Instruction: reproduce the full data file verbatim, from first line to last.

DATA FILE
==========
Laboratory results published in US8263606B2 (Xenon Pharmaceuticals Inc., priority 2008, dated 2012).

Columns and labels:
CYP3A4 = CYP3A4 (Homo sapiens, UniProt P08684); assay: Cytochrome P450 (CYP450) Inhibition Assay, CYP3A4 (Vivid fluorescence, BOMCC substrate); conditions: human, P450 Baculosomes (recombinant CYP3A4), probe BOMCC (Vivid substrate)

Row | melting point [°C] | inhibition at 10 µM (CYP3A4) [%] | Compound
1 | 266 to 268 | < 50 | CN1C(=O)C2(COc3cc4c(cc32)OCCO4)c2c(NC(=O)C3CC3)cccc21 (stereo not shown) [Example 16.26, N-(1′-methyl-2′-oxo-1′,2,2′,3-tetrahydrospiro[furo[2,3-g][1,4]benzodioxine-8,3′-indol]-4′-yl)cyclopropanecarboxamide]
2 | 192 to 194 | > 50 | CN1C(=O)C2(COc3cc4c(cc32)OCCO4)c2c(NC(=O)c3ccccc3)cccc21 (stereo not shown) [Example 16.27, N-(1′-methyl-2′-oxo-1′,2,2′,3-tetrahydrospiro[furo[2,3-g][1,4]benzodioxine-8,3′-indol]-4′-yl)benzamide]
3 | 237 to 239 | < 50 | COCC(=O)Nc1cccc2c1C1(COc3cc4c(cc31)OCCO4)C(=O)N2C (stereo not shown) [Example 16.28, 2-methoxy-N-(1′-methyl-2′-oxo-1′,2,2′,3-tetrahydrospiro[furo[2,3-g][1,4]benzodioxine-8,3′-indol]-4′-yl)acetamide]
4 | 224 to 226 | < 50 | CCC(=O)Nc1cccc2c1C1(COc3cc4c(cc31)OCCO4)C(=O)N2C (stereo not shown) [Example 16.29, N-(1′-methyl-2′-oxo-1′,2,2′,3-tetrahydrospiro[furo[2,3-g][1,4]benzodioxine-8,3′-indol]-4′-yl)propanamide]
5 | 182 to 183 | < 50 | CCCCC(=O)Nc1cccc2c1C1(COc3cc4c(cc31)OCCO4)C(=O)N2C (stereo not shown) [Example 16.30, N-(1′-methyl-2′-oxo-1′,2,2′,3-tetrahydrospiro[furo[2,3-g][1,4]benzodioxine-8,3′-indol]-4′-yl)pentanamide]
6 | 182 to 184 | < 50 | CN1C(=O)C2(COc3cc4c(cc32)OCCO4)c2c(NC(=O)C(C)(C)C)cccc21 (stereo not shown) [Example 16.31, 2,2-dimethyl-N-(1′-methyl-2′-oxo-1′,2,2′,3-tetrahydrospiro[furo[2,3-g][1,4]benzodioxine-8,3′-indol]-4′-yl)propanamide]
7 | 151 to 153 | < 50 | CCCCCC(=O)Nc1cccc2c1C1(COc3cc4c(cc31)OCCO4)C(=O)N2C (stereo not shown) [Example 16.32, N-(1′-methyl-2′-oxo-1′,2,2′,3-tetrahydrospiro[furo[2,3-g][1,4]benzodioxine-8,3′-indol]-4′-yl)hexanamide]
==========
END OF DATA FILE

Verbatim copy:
Laboratory results published in US8263606B2 (Xenon Pharmaceuticals Inc., priority 2008, dated 2012).

Columns and labels:
CYP3A4 = CYP3A4 (Homo sapiens, UniProt P08684); assay: Cytochrome P450 (CYP450) Inhibition Assay, CYP3A4 (Vivid fluorescence, BOMCC substrate); conditions: human, P450 Baculosomes (recombinant CYP3A4), probe BOMCC (Vivid substrate)

Row | melting point [°C] | inhibition at 10 µM (CYP3A4) [%] | Compound
1 | 266 to 268 | < 50 | CN1C(=O)C2(COc3cc4c(cc32)OCCO4)c2c(NC(=O)C3CC3)cccc21 (stereo not shown) [Example 16.26, N-(1′-methyl-2′-oxo-1′,2,2′,3-tetrahydrospiro[furo[2,3-g][1,4]benzodioxine-8,3′-indol]-4′-yl)cyclopropanecarboxamide]
2 | 192 to 194 | > 50 | CN1C(=O)C2(COc3cc4c(cc32)OCCO4)c2c(NC(=O)c3ccccc3)cccc21 (stereo not shown) [Example 16.27, N-(1′-methyl-2′-oxo-1′,2,2′,3-tetrahydrospiro[furo[2,3-g][1,4]benzodioxine-8,3′-indol]-4′-yl)benzamide]
3 | 237 to 239 | < 50 | COCC(=O)Nc1cccc2c1C1(COc3cc4c(cc31)OCCO4)C(=O)N2C (stereo not shown) [Example 16.28, 2-methoxy-N-(1′-methyl-2′-oxo-1′,2,2′,3-tetrahydrospiro[furo[2,3-g][1,4]benzodioxine-8,3′-indol]-4′-yl)acetamide]
4 | 224 to 226 | < 50 | CCC(=O)Nc1cccc2c1C1(COc3cc4c(cc31)OCCO4)C(=O)N2C (stereo not shown) [Example 16.29, N-(1′-methyl-2′-oxo-1′,2,2′,3-tetrahydrospiro[furo[2,3-g][1,4]benzodioxine-8,3′-indol]-4′-yl)propanamide]
5 | 182 to 183 | < 50 | CCCCC(=O)Nc1cccc2c1C1(COc3cc4c(cc31)OCCO4)C(=O)N2C (stereo not shown) [Example 16.30, N-(1′-methyl-2′-oxo-1′,2,2′,3-tetrahydrospiro[furo[2,3-g][1,4]benzodioxine-8,3′-indol]-4′-yl)pentanamide]
6 | 182 to 184 | < 50 | CN1C(=O)C2(COc3cc4c(cc32)OCCO4)c2c(NC(=O)C(C)(C)C)cccc21 (stereo not shown) [Example 16.31, 2,2-dimethyl-N-(1′-methyl-2′-oxo-1′,2,2′,3-tetrahydrospiro[furo[2,3-g][1,4]benzodioxine-8,3′-indol]-4′-yl)propanamide]
7 | 151 to 153 | < 50 | CCCCCC(=O)Nc1cccc2c1C1(COc3cc4c(cc31)OCCO4)C(=O)N2C (stereo not shown) [Example 16.32, N-(1′-methyl-2′-oxo-1′,2,2′,3-tetrahydrospiro[furo[2,3-g][1,4]benzodioxine-8,3′-indol]-4′-yl)hexanamide]